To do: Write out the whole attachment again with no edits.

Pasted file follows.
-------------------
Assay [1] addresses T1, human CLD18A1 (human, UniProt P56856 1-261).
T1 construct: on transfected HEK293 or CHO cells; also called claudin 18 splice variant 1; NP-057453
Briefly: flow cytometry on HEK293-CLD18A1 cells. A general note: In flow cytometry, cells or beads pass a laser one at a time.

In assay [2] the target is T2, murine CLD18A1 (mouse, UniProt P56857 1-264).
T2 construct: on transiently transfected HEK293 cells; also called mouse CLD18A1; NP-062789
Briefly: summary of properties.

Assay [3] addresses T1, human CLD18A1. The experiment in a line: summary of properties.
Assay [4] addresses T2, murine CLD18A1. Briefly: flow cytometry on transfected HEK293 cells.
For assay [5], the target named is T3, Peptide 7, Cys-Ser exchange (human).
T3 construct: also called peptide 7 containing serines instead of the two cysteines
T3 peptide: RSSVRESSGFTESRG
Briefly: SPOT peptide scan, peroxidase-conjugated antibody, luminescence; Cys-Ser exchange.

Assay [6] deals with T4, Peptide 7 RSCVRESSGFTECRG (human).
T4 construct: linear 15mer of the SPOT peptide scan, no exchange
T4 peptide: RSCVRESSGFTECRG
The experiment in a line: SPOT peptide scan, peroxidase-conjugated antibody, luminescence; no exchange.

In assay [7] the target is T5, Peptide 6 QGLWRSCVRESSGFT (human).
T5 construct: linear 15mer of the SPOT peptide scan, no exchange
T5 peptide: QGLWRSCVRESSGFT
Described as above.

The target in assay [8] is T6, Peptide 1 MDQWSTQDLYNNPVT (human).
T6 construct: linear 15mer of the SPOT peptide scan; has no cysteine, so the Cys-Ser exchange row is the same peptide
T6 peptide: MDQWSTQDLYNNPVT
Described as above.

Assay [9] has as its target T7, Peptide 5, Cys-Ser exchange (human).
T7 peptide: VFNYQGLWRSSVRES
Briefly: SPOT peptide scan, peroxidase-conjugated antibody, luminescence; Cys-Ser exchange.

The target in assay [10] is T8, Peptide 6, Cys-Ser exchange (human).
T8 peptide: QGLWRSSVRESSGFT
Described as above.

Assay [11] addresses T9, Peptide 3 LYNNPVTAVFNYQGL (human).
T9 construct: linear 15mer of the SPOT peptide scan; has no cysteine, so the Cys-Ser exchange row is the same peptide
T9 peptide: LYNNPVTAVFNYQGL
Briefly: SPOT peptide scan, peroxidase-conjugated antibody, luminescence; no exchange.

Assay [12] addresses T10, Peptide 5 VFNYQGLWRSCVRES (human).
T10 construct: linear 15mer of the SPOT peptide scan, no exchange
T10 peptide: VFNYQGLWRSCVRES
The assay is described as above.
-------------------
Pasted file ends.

Assay [1] addresses T1, human CLD18A1 (human, UniProt P56856 1-261).
T1 construct: on transfected HEK293 or CHO cells; also called claudin 18 splice variant 1; NP-057453
Briefly: flow cytometry on HEK293-CLD18A1 cells. A general note: In flow cytometry, cells or beads pass a laser one at a time.

In assay [2] the target is T2, murine CLD18A1 (mouse, UniProt P56857 1-264).
T2 construct: on transiently transfected HEK293 cells; also called mouse CLD18A1; NP-062789
Briefly: summary of properties.

Assay [3] addresses T1, human CLD18A1. The experiment in a line: summary of properties.
Assay [4] addresses T2, murine CLD18A1. Briefly: flow cytometry on transfected HEK293 cells.
For assay [5], the target named is T3, Peptide 7, Cys-Ser exchange (human).
T3 construct: also called peptide 7 containing serines instead of the two cysteines
T3 peptide: RSSVRESSGFTESRG
Briefly: SPOT peptide scan, peroxidase-conjugated antibody, luminescence; Cys-Ser exchange.

Assay [6] deals with T4, Peptide 7 RSCVRESSGFTECRG (human).
T4 construct: linear 15mer of the SPOT peptide scan, no exchange
T4 peptide: RSCVRESSGFTECRG
The experiment in a line: SPOT peptide scan, peroxidase-conjugated antibody, luminescence; no exchange.

In assay [7] the target is T5, Peptide 6 QGLWRSCVRESSGFT (human).
T5 construct: linear 15mer of the SPOT peptide scan, no exchange
T5 peptide: QGLWRSCVRESSGFT
Described as above.

The target in assay [8] is T6, Peptide 1 MDQWSTQDLYNNPVT (human).
T6 construct: linear 15mer of the SPOT peptide scan; has no cysteine, so the Cys-Ser exchange row is the same peptide
T6 peptide: MDQWSTQDLYNNPVT
Described as above.

Assay [9] has as its target T7, Peptide 5, Cys-Ser exchange (human).
T7 peptide: VFNYQGLWRSSVRES
Briefly: SPOT peptide scan, peroxidase-conjugated antibody, luminescence; Cys-Ser exchange.

The target in assay [10] is T8, Peptide 6, Cys-Ser exchange (human).
T8 peptide: QGLWRSSVRESSGFT
Described as above.

Assay [11] addresses T9, Peptide 3 LYNNPVTAVFNYQGL (human).
T9 construct: linear 15mer of the SPOT peptide scan; has no cysteine, so the Cys-Ser exchange row is the same peptide
T9 peptide: LYNNPVTAVFNYQGL
Briefly: SPOT peptide scan, peroxidase-conjugated antibody, luminescence; no exchange.

Assay [12] addresses T10, Peptide 5 VFNYQGLWRSCVRES (human).
T10 construct: linear 15mer of the SPOT peptide scan, no exchange
T10 peptide: VFNYQGLWRSCVRES
The assay is described as above.